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« Ευρωπαϊκάς Διαλέκτους μετεγλωττίσθη.» Και εν ενί λόγω, οι Νεώτεροι, αν δεν έπερναν δία οδηγούς τους προγόνους μας, ήθελαν ίσως περιφέρονται ματαίως μέχρι του νυν. Αυτα δεν είναι Λόγια ενθουσιασμένου δια το φιλογενές Γραικού, είναι δε φιλαλήθους Γερμανού, όστις έμεταφρασε τον Νέων Ανάχαρσιν από του Γαλλικού εις το Γερμανικόν.

Αν λοιπόν και ημείς θέλωμεν να μεθέξωμεν της γνώσεως των λαμπρών κατορθωμάτων όπου έκαμαν οι θαυμαστοί εκείνοι Προπάτορες ημών, αν επιθυμωμεν να μαθωμεν την πρόοδον και αύξησίν των εις τας Τέχνας και Επιστήμας και εις κάθε άλλο είδος μαθήσεως, αν έχωμεν περιέργειαν να γνωρίσωμεν πόθεν καταγόμεθα, και οποίους θαυμαστους και μεγάλους άνδρας, εί και προγόνους ημών, φευ, ημείς δεν γνωρίζομεν, εις καιρον όπου οι 'Αλλογενείς θαυμάζουσιν αυτούς, και ως πατέρας παντοιασουν μαθήσεως σέβονται, ας συνδράμωμεν απαντες προθύμως εις την έκδοσιν του θαυμασίου τούτου συγγράμματος του Νέου Aνα χάρσεως.

Ημείς ούν οι υπογεγραμμένοι θέλομεν εκτελέσει προθύμως την μετάφρασιν του Βιβλίου με την κατά το δυνατόν ημίν καλην φράσιν της νυν καθ' ημάς ομιλίας, και εκδόντες τούτο εις τύπον, θέλομεν το καλλωπίσει με τους Γεωγραφικούς Πίνακας με απλάς Ρωμαϊκας λέξεις έγκε

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III. In my youth's summer I did sing of One, The wandering, outlaw of his own dark mind; Again I seize the theme then but begun, And bear it with me, as the rushing wind Bears the cloud onwards: in that Tale I find The furrows of long thought, and dried-up tears, Which, ebbing, leave a steril track behind,

O'er which all heavily the journeying years Plod the last sands of life, where not a flower

appe

IV.

Since my young days of passion-joy, or pain,
Perchance my heart and harp have lost a string,
And both may jar: it may be, that in vain
I would essay as I have sung to sing,
Yet, though a dreary strain, to this I cling,
So that it wean me from the weary dream
Of selfish grief or gladness—so it fing

Forgetfulness around me-it shall seem
To me, though to none else, a not ungrateful theme.

V.

He, who grown aged in this world of woe,
In deeds, not years, piercing the depths of life,
So that no wonder waits him; nor below
Can love, or sorrow, fame, anıbition, strife,
Cut to his heart again with the keen knife
Of silent, sharp endurance: he can tell
Why thought seeks refuge in lone caves, yet rife

With airy images, and shapes which dwell
Still unimpair'd, though old, in the soul's haun.

ted cell.

VI.

'Tis to create, and in creating live
A being more intense, that we endow
With form our fancy, gaining as we give
The life we image, even as I do now.
What am 1? Nothing: but not so art thou,
Soul of my thought! with whom I traverse earth,
Invisible but gazing, as I glow

Mix'd with thy spirit, blended with thy birth, And feeling still with thee in my crush'd feelings'

darth.

VII.

Yet must I think less wildly:-I have thought
Too long and darkly, till my brain became,
In its own eddy boiling and o’erwronght,
A whirling gulf of phantasy and flame :
And thus, untaught' in youth my heart to tame,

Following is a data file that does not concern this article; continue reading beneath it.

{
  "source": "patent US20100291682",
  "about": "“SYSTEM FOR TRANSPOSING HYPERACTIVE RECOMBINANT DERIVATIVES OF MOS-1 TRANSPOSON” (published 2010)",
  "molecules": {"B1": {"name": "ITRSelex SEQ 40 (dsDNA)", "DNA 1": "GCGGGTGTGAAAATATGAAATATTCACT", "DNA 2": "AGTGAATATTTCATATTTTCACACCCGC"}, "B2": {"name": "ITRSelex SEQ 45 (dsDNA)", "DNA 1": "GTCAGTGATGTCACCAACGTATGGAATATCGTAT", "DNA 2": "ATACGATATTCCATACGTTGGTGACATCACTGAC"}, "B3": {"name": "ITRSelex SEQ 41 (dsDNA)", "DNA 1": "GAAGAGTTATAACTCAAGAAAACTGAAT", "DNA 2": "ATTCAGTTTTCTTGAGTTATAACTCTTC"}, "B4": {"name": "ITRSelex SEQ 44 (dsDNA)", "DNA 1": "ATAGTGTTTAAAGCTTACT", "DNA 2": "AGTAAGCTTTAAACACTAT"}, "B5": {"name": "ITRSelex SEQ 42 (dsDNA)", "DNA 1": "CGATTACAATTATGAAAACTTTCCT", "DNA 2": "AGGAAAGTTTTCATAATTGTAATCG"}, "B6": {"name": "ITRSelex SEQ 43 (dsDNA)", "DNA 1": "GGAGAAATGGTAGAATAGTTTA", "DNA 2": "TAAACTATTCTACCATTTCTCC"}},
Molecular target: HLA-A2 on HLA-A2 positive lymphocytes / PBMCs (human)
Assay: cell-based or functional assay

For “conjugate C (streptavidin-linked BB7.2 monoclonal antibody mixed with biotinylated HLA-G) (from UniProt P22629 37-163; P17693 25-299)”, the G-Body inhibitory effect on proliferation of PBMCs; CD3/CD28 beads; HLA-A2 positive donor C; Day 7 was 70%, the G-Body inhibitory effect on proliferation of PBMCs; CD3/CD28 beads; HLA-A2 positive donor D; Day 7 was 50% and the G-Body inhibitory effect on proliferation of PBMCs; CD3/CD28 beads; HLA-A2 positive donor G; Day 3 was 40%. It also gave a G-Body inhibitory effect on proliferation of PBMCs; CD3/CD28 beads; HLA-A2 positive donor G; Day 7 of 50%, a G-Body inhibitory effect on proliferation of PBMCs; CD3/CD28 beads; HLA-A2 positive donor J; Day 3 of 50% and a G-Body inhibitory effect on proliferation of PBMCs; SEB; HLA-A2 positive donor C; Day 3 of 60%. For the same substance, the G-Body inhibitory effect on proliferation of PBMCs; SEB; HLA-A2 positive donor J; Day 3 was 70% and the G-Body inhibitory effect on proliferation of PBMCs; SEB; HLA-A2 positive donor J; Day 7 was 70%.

My springs of life were poison’d. 'Tis too late!
Yet am I changed; though still enough the same

In strenght to bear what time can not abate, And feed on bitter fruits without accusing Fate.

VIII. Something too much of this:-but now 'tis past, And the spell closes with its silent seal. Long absent HAROLD re-appears at last; He of the breast which fain no more would feel, Wrung with the wounds which kill not, but

ne'er heal: Yet Time, who changes all, had alter'd him In soul and aspect as in age: years steal

Fire from the mind as vigour from the limb; And life's enchanted cup but sparkles near the brim.

IX.

His had been quaff?d too quickly, and he found
The dregs were wormwood; but he fillid again,
And from a purer fount, on holier ground,
And deem'd its spring perpetual; but in vain!
Still round him clung invisibly a chain
Which gall’d for ever, fettering though unseen,
And heavy though it clank'd not; worn with

pain, Which pined although it spoke not, and grew

keen, Entering with every step, he took, through many

a scene,

Secure in guarded coldness, he had mix'd
Again in fancied safety with his kind,

And deem'd his spirit now so firmly fix'd And sheath'd with an invulnerable mind, That, if no joy, no sorrow lurk'd behind; And he, as one, might midst the many stand Unheeded, searching through the crowd to find Fit speculation; such as in strange land He found in wonder-works of God and Nature's

hand.

XI. But who can view the ripea'd rose, nor seek To wear it? who can curiously behold The smoothness and the sheen of beauty's cheek, Nor feel the heart can never all grow old ? Who can contemplate Fame through clouds unfold The star which rises o'er her steep, nor climb? Harold, once more within the vortex, roll'd On with the giddy circle, chasing Time, Yet with a nobler ain than in his youth's fond prime.

XII. But soon he knew himself the most unfit Of men to herd with Man; with whom he held Little in common; untaught to submit His thoughts to others, though his soul was

quell'd In youth by his own thoughts; still uncompellid, He would not yield dominion of his mind To spirits against whom his own rebell’d;

Proud though in desolation; which could find A life within itself, to breathe without mankind.

XIII. Where rose the mountains, there to him were

friends; Where roll'd the ocean, thereon was his home; Where a blue sky, and glowing clime, extends, He had the passion and the power to roam ; The desert, forest, cavern, breaker's foam, Were unto him companionship; they spake A mutual language, clearer than the tome

Of his land's tongue, which he would oft forsake For Natures pages glass'd by sunbeams on the lake

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